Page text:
Last Friday, Jessica Roake over at Slate lamented the fall of Holden Caulfield in the esteem of modern teenagers — “The problem is that Catcher in the Rye is no longer a book for cool high school students,” she writes. “Catcher in the Rye is a book for cool high school teachers.” A host of factors have added to the books current lack of cool, the most important probably being its ubiquitousness on modern high school syllabi — how can something truly feel underground, transformative, if your teachers are assigning it?
“The perfect teenage book should feel like it’s being passed around secretly, its message too raw and powerful for adults to understand,” Roake explains. “It should inspire highlighting and ponderous margin notes that embarrass you 20 years later. Most of all, it should feel like it’s speaking directly to you, and only you, even if everyone else in your class is working on the same essay question.” We totally concur, and after the jump, we’ve put forward ten novels that we think might just have the chops to replace our beloved Catcher in our collective teenage imaginations. But then again, maybe nothing will ever replace it. Click through to check out our list, and if you don’t see your favorite, add and argue in the comments.
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This week saw the release of Paul Auster’s second memoir, Winter Journal, wherein he turns his eye from the portrait of fatherhood he explored in The Invention of Solitude to his mother’s life, and her death, and the ever encroaching inevitability of his own death. Inspired by this new and deeply affecting work by one of our greatest contemporary authors, we started thinking about our favorite literary memoirs, from the contemporary to the classic, those that suck us in and leave us gasping for breath as well or better than any novel. Click through to see the books we chose, and if we’ve missed your own favorite, make a case for it in the comments — we can always use another book to read!
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We’re not sure why it seems so hard to adapt a memoir to the big screen. Though hundreds of movies made each year are adapted from novels and short stories, relatively few are built from memoir — despite the fact that the form has been at least as popular as novels in the last two decades, and may be more beloved by the general public. So why are there so few memoir-to-movie deals? And why are the ones that do exist often not very good?
After seeing the film adaptation of Nick Flynn’s great memoir Another Bullshit Night in Suck City, slapped with the anesthetized title Being Flynn, Slate‘s David Haglund wonders “if memoirs simply lose too much in the conversion from first-person prose to a medium in which genuinely first-person narration is very difficult to sustain.” It’s true — film is a third-person medium, not perfectly suited to portraying interior life. Plus, while we might slog through a poorly written novel on account of a ripping story, for us at least, a successful memoir has to rely even more on great line-by-line writing — a really beautifully written one can get us to care about the writer’s most petty grievances — and that may be difficult to translate to film. While the reviews of Being Flynn are mixed so far, we got to thinking about the few really great films adapted from memoirs. Click through to see our picks, and let us know if we’ve missed any of your favorites — or why you think the form is so hard to adapt — in the comments.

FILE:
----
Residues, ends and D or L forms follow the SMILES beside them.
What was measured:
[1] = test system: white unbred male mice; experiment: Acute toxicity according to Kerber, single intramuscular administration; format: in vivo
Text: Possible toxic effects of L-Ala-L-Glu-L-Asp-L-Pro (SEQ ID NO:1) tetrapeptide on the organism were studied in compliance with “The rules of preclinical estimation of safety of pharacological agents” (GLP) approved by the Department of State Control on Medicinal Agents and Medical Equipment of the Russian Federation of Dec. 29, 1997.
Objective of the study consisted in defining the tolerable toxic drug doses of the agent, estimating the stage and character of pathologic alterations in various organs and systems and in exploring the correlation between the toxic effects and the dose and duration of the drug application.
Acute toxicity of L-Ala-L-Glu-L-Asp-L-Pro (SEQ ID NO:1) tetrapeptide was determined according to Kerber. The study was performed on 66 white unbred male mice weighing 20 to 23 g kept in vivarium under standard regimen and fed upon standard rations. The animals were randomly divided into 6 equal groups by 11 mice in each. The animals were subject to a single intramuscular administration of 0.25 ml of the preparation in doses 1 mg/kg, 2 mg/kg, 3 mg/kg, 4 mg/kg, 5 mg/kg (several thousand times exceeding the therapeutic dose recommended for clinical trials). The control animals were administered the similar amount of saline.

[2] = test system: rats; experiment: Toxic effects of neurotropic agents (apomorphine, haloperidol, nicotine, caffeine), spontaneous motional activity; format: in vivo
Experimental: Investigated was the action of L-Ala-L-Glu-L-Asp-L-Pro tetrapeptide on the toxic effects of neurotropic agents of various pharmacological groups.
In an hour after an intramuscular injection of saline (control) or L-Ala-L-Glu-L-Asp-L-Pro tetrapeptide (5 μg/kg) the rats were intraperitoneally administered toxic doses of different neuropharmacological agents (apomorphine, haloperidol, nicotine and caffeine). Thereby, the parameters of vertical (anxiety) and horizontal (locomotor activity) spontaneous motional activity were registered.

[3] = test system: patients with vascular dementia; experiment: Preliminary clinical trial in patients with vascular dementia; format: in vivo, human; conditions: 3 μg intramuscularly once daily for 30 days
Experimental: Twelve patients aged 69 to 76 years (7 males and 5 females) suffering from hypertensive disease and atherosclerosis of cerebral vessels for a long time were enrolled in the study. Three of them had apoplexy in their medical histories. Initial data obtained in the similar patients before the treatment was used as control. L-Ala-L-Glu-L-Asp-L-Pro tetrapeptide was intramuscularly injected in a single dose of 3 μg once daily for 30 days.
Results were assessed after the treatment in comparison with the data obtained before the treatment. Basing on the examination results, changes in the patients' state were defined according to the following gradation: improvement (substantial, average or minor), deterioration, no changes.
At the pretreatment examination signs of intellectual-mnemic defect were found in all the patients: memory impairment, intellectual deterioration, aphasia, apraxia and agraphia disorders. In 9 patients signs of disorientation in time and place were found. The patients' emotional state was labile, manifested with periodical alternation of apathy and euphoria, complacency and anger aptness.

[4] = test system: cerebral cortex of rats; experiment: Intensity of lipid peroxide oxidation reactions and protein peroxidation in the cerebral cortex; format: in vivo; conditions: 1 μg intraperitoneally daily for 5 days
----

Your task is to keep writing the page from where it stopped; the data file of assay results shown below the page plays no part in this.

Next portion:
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With summer comes sunshine, idle afternoons, and book lists meant to fill up sunny, idle afternoons with reading. We decided to make a one-stop location — a list of lists, if you will— to help navigate your page-turning adventures this season. Expect a radiant dose of business, politics, education, and pure pleasure to accompany your beach blanket and sunscreen. Leave a comment with a link — or just a few suggestions — if you’ve a summer reading list you’d like to share.
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Stephen Elliott’s new book The Adderall Diaries: A Memoir of Moods, Masochism, and Murder expertly weaves together the story of the author’s writer’s block (a byproduct of his relationship with his abusive father) with the trial of Hans Reiser — a computer programmer accused of murdering his wife, Nina. The linchpin: Sean Sturgeon, Hans’ former best friend, Nina’s former lover, and a former member of San Francisco’s underground S&M scene. Now a born again Christian, he claims to have committed eight and a half murders. Could this be one of them?
Elliott decides to write a true crime book and begins to obsessively follows the case. He realizes that there are some interesting parallels with his own past, and the project becomes an Adderall-fueled creative marriage between the two. After the jump, Elliott talks to Flavorpill about the act of writing, the problem with assuming motive, and the current state of things with dad.… Read More
Today at Flavorpill, we experienced The Final Four Of Everything. We were as disgusted as the A.V. Club at the prospect of an American Gladiators movie. We grabbed the new Animal Collective song, “Bleed,” and then checked out Rihanna’s comeback track, “Silly Boy.” (No, we weren’t juxtaposing these for irony, but… Read More